Journal Article

Autosomal dominant medullary cystic disease: a disorder with variable clinical pictures and exclusion of linkage with the NPH1 locus.

F Scolari, G M Ghiggeri, G Casari, A Amoroso, D Puzzer, G L Caridi, B Valzorio, R Tardanico, V Vizzardi, S Savoldi, B F Viola, N Bossini, E Prati, R Gusmano and R Maiorca

in Nephrology Dialysis Transplantation

Volume 13, issue 10, pages 2536-2546
Published in print October 1998 | ISSN: 0931-0509
Published online October 1998 | e-ISSN: 1460-2385 | DOI:
Autosomal dominant medullary cystic disease: a disorder with variable clinical pictures and exclusion of linkage with the NPH1 locus.

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BACKGROUND: The nephronophthisis-medullary cystic disease (NPH/MCD) complex represents a heterogeneous group of hereditary tubulointerstitial nephritis. The most common variant is juvenile recessive NPH, for which a gene locus (NPH1) has been mapped on chromosome 2q13. MCD is a less common dominant condition usually recognized later in life, which resembles NPH in many aspects, still presenting remarkable clinical differences. Nothing is known about the chromosome locus of MCD. METHODS: Five MCD families were studied. Diagnosis was made by inference from family history, type of inheritance, clinical signs and histology. Multipoint linkage analysis was performed by markers D2S293, D2S340 and D2S160 spanning the entire NPH1 locus. RESULTS: Diagnosis of MCD was made in 28 affected members (16 males; 12 females), belonging to five families. Histological diagnosis was available in 10 patients; clinical diagnosis in 11; seven deceased relatives had diagnosis of chronic nephritis. The age at diagnosis ranged from 8 to 65 years. Renal medullary cysts were found in a minority of patients. In family 1, the disease was associated with hyperuricaemia and gouty arthritis. Progression of renal disease presented intra- and extra-family variability with members of the same family showing mild elevation of creatinine or terminal renal failure. The NPH1 locus associated to recessive NPH was excluded from linkage to the dominant MCD. CONCLUSIONS: MCD might be more common than previously assumed. Variability in clinical presentation and absence of histopathological hallmarks contribute to make the diagnosis uncommon. The most remarkable clinical difference with NPH is the age of onset in some kindreds and a delayed progression towards renal failure. The exclusion of linkage to the NPH1 locus suggests the existence of an MCD responsible locus, still to be mapped.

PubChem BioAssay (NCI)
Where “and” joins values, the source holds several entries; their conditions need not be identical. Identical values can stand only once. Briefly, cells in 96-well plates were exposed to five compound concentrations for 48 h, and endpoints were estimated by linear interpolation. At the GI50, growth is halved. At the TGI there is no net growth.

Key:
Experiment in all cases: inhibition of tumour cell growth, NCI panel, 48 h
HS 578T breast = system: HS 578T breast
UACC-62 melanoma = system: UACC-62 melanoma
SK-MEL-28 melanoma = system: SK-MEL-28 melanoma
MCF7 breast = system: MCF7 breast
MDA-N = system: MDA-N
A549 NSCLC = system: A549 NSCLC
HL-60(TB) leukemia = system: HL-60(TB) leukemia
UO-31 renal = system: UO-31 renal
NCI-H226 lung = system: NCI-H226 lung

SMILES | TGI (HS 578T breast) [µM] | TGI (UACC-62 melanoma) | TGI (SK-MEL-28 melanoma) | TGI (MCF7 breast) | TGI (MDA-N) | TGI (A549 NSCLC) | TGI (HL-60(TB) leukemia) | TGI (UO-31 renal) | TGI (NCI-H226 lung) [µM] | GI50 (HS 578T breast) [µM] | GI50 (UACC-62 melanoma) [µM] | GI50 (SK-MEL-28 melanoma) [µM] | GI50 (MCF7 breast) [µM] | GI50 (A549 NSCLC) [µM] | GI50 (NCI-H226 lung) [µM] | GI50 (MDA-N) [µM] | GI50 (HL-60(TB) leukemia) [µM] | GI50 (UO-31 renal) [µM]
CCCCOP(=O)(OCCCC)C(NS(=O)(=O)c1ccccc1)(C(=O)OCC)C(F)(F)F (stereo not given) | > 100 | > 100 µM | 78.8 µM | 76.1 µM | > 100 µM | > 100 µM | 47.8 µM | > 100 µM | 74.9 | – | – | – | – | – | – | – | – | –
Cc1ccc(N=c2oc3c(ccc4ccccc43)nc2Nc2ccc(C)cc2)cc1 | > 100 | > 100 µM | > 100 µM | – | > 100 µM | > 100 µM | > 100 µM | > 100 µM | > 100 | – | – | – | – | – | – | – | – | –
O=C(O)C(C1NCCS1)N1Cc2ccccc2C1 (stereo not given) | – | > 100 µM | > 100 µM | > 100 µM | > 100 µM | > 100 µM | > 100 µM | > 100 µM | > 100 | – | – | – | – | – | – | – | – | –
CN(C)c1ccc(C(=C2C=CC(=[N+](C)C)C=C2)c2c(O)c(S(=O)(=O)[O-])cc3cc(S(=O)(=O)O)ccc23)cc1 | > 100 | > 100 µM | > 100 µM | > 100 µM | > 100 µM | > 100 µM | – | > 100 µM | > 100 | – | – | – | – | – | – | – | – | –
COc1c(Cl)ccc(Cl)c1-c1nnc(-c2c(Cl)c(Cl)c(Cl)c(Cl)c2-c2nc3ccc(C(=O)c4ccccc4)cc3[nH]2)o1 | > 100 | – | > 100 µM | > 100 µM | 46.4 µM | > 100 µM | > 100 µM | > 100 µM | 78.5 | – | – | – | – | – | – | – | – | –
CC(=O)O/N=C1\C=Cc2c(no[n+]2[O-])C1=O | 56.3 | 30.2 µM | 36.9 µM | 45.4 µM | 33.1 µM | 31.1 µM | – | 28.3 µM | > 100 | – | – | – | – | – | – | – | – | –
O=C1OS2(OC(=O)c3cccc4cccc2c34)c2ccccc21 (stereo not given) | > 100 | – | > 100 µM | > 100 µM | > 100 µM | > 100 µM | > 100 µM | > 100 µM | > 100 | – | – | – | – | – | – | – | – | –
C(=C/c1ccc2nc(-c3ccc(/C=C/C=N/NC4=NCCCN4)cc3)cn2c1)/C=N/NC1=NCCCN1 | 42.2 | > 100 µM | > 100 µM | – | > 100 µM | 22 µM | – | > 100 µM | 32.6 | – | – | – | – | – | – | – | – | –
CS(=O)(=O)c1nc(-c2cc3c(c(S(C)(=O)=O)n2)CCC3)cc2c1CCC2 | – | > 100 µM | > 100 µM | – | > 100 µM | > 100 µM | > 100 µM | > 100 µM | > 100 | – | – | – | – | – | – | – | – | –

Journal Article.  0 words. 

Subjects: Nephrology

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